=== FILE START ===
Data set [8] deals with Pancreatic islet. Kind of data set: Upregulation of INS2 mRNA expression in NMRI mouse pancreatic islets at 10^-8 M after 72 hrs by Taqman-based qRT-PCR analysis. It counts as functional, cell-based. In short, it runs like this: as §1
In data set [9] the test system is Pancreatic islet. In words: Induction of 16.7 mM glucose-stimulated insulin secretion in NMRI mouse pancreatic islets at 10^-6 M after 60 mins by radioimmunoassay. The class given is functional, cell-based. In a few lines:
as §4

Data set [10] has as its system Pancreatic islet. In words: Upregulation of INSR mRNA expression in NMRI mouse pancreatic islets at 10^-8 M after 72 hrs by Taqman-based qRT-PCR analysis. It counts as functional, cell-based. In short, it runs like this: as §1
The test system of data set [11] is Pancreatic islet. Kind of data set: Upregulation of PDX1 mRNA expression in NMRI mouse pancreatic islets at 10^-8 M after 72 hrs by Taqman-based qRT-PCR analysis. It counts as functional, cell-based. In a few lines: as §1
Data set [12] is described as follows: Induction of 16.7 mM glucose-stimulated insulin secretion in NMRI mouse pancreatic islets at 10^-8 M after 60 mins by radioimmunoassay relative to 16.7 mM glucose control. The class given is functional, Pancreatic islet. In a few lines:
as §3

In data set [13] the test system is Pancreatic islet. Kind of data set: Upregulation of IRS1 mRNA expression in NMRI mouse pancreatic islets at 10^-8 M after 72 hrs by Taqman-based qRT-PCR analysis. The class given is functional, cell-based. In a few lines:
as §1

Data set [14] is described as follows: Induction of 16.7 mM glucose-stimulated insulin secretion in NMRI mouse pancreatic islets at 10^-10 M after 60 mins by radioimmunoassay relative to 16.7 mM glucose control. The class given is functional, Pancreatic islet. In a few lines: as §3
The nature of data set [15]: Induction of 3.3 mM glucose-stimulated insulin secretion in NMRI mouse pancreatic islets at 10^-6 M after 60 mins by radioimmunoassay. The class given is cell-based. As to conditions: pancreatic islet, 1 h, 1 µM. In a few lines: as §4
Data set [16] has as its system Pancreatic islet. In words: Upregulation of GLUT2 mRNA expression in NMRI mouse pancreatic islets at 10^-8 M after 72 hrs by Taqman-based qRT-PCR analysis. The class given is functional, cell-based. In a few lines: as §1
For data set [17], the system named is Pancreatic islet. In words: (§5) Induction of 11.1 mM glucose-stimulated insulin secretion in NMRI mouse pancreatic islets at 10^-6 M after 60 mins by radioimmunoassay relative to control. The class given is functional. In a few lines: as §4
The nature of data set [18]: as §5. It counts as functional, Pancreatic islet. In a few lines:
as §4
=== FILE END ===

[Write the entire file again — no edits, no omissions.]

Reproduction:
Data set [8] deals with Pancreatic islet. Kind of data set: Upregulation of INS2 mRNA expression in NMRI mouse pancreatic islets at 10^-8 M after 72 hrs by Taqman-based qRT-PCR analysis. It counts as functional, cell-based. In short, it runs like this: as §1
In data set [9] the test system is Pancreatic islet. In words: Induction of 16.7 mM glucose-stimulated insulin secretion in NMRI mouse pancreatic islets at 10^-6 M after 60 mins by radioimmunoassay. The class given is functional, cell-based. In a few lines:
as §4

Data set [10] has as its system Pancreatic islet. In words: Upregulation of INSR mRNA expression in NMRI mouse pancreatic islets at 10^-8 M after 72 hrs by Taqman-based qRT-PCR analysis. It counts as functional, cell-based. In short, it runs like this: as §1
The test system of data set [11] is Pancreatic islet. Kind of data set: Upregulation of PDX1 mRNA expression in NMRI mouse pancreatic islets at 10^-8 M after 72 hrs by Taqman-based qRT-PCR analysis. It counts as functional, cell-based. In a few lines: as §1
Data set [12] is described as follows: Induction of 16.7 mM glucose-stimulated insulin secretion in NMRI mouse pancreatic islets at 10^-8 M after 60 mins by radioimmunoassay relative to 16.7 mM glucose control. The class given is functional, Pancreatic islet. In a few lines:
as §3

In data set [13] the test system is Pancreatic islet. Kind of data set: Upregulation of IRS1 mRNA expression in NMRI mouse pancreatic islets at 10^-8 M after 72 hrs by Taqman-based qRT-PCR analysis. The class given is functional, cell-based. In a few lines:
as §1

Data set [14] is described as follows: Induction of 16.7 mM glucose-stimulated insulin secretion in NMRI mouse pancreatic islets at 10^-10 M after 60 mins by radioimmunoassay relative to 16.7 mM glucose control. The class given is functional, Pancreatic islet. In a few lines: as §3
The nature of data set [15]: Induction of 3.3 mM glucose-stimulated insulin secretion in NMRI mouse pancreatic islets at 10^-6 M after 60 mins by radioimmunoassay. The class given is cell-based. As to conditions: pancreatic islet, 1 h, 1 µM. In a few lines: as §4
Data set [16] has as its system Pancreatic islet. In words: Upregulation of GLUT2 mRNA expression in NMRI mouse pancreatic islets at 10^-8 M after 72 hrs by Taqman-based qRT-PCR analysis. The class given is functional, cell-based. In a few lines: as §1
For data set [17], the system named is Pancreatic islet. In words: (§5) Induction of 11.1 mM glucose-stimulated insulin secretion in NMRI mouse pancreatic islets at 10^-6 M after 60 mins by radioimmunoassay relative to control. The class given is functional. In a few lines: as §4
The nature of data set [18]: as §5. It counts as functional, Pancreatic islet. In a few lines:
as §4